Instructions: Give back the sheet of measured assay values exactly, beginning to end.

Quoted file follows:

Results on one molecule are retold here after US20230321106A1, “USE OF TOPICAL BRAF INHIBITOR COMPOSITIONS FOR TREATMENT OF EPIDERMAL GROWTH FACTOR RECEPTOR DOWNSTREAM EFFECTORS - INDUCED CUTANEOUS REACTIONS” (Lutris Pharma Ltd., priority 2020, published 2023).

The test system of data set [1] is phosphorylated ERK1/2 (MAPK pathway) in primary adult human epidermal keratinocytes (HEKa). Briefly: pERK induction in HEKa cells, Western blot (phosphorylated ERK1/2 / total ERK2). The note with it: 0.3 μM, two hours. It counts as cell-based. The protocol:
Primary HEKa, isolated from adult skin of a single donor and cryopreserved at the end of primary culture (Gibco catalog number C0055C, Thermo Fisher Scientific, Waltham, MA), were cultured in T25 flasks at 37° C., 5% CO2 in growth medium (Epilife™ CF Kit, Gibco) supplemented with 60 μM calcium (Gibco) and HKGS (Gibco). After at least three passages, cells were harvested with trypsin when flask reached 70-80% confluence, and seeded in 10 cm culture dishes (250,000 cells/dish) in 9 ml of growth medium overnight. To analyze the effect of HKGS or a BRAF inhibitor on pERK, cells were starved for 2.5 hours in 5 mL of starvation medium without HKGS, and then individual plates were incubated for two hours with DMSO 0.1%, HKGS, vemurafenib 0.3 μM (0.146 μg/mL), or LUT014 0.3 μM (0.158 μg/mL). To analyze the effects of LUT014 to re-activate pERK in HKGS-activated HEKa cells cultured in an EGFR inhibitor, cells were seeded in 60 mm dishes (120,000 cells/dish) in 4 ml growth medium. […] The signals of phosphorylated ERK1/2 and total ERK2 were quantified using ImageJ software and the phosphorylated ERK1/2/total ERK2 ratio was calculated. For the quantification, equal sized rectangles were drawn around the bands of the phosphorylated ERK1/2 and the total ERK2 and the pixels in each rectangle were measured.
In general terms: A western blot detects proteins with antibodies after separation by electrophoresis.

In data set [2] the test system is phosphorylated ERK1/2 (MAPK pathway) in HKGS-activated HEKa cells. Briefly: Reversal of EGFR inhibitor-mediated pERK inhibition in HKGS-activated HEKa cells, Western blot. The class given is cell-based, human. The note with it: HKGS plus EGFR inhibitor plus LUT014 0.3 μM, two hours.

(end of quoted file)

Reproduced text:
Results on one molecule are retold here after US20230321106A1, “USE OF TOPICAL BRAF INHIBITOR COMPOSITIONS FOR TREATMENT OF EPIDERMAL GROWTH FACTOR RECEPTOR DOWNSTREAM EFFECTORS - INDUCED CUTANEOUS REACTIONS” (Lutris Pharma Ltd., priority 2020, published 2023).

The test system of data set [1] is phosphorylated ERK1/2 (MAPK pathway) in primary adult human epidermal keratinocytes (HEKa). Briefly: pERK induction in HEKa cells, Western blot (phosphorylated ERK1/2 / total ERK2). The note with it: 0.3 μM, two hours. It counts as cell-based. The protocol:
Primary HEKa, isolated from adult skin of a single donor and cryopreserved at the end of primary culture (Gibco catalog number C0055C, Thermo Fisher Scientific, Waltham, MA), were cultured in T25 flasks at 37° C., 5% CO2 in growth medium (Epilife™ CF Kit, Gibco) supplemented with 60 μM calcium (Gibco) and HKGS (Gibco). After at least three passages, cells were harvested with trypsin when flask reached 70-80% confluence, and seeded in 10 cm culture dishes (250,000 cells/dish) in 9 ml of growth medium overnight. To analyze the effect of HKGS or a BRAF inhibitor on pERK, cells were starved for 2.5 hours in 5 mL of starvation medium without HKGS, and then individual plates were incubated for two hours with DMSO 0.1%, HKGS, vemurafenib 0.3 μM (0.146 μg/mL), or LUT014 0.3 μM (0.158 μg/mL). To analyze the effects of LUT014 to re-activate pERK in HKGS-activated HEKa cells cultured in an EGFR inhibitor, cells were seeded in 60 mm dishes (120,000 cells/dish) in 4 ml growth medium. […] The signals of phosphorylated ERK1/2 and total ERK2 were quantified using ImageJ software and the phosphorylated ERK1/2/total ERK2 ratio was calculated. For the quantification, equal sized rectangles were drawn around the bands of the phosphorylated ERK1/2 and the total ERK2 and the pixels in each rectangle were measured.
In general terms: A western blot detects proteins with antibodies after separation by electrophoresis.

In data set [2] the test system is phosphorylated ERK1/2 (MAPK pathway) in HKGS-activated HEKa cells. Briefly: Reversal of EGFR inhibitor-mediated pERK inhibition in HKGS-activated HEKa cells, Western blot. The class given is cell-based, human. The note with it: HKGS plus EGFR inhibitor plus LUT014 0.3 μM, two hours.